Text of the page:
This may not be a Copland work you know well, and I’m guessing the percussion concerto is not familiar either. Both are quite interesting and enjoyable if not exactly Must Owns. That said, the main reason audiophiles will LOVE this album is not the music, but the SOUND. The percussion works which start on side one and take up all of side two have amazing depth, soundstaging, dynamics, three-dimensionality and absolutely dead-on tonality — it’s hard to imagine a recording that allows your speakers to disappear more completely than this one.

We are on record as rarely being impressed with the recordings Zubin Mehta undertook as Music Director of the L.A. Phil. Audiophiles for some reason hold them in much higher esteem than we do, but then again audiophiles hold a great many recordings in much higher esteem than we do. It’s dumbfounding how many audiophiles and reviewers revere records which strike our ears as hard to take seriously. The TAS Super Disc List is full of them, and so are the entries in the annual Stereophile Records to Die For issue. We debunk them on the site by the carload, and even the hundreds that we’ve done are but a fraction of the bad records receiving undeserved praise in the audiophile rags over the years. (more…)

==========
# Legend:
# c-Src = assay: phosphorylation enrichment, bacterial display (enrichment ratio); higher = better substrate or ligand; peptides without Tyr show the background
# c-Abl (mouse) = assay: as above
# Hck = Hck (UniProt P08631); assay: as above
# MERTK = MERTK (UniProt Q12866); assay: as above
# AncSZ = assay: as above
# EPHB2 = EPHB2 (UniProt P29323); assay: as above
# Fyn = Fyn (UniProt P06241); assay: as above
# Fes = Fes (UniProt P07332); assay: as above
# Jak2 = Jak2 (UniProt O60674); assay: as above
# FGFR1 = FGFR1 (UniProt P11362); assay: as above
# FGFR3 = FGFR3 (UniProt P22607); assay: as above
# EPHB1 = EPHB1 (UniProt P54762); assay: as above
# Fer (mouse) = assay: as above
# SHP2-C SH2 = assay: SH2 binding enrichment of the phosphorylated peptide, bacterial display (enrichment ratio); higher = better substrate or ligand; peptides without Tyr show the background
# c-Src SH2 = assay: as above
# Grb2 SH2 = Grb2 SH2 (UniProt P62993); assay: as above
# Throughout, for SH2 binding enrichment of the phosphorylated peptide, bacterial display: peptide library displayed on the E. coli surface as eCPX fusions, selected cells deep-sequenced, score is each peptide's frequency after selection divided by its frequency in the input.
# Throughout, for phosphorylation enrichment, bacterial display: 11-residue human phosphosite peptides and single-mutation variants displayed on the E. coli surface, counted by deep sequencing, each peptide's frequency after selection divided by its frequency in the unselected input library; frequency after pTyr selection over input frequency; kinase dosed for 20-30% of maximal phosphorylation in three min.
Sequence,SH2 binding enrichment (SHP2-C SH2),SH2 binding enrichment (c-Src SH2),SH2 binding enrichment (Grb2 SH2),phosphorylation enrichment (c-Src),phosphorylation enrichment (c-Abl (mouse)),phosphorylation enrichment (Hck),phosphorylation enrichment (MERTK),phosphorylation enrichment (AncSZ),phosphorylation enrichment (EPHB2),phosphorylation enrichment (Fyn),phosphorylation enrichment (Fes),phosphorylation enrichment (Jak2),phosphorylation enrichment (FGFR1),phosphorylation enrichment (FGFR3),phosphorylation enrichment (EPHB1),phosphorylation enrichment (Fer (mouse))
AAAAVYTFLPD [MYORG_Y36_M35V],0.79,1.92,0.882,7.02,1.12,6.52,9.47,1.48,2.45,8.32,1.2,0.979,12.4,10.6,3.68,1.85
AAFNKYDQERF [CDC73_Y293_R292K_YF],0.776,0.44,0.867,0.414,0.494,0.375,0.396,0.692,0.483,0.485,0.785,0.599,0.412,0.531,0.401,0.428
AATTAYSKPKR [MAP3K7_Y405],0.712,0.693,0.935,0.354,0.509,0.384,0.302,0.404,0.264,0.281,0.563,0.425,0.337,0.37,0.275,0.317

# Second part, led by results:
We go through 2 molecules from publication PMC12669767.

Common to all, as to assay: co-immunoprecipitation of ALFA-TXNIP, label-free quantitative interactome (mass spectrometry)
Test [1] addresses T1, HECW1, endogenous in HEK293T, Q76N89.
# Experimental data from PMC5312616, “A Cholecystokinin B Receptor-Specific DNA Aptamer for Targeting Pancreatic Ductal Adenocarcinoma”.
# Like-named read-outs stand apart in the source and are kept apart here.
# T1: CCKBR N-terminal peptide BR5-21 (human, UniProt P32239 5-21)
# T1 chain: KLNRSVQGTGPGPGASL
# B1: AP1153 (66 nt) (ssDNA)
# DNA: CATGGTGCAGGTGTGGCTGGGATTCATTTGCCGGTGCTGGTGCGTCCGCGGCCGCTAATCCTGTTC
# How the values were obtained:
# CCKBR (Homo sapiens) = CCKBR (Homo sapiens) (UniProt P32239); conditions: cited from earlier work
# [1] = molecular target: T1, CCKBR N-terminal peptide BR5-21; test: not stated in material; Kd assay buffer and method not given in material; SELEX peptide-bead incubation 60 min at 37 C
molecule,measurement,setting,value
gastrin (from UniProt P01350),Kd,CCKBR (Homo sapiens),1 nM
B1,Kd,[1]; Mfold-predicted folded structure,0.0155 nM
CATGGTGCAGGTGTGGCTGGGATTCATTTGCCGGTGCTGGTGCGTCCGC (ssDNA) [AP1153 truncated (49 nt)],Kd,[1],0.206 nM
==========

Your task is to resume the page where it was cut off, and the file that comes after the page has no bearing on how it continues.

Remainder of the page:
Letter of the Week – “Love in Vain… that particular song sounds as if they are playing live in my living room!”

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One of our good customers had this to say about a Hot Stamper Rolling Stones title he purchased recently:

  Hey Tom,   

By the way, I was blown away by Let It Bleed. Despite the only noise on the record being on Love in Vain… that particular song sounds as if they are playing live in my living room! The richness of the guitars is unbelievable. And the bass on Live With Me, wow…. Great pressing! (more…)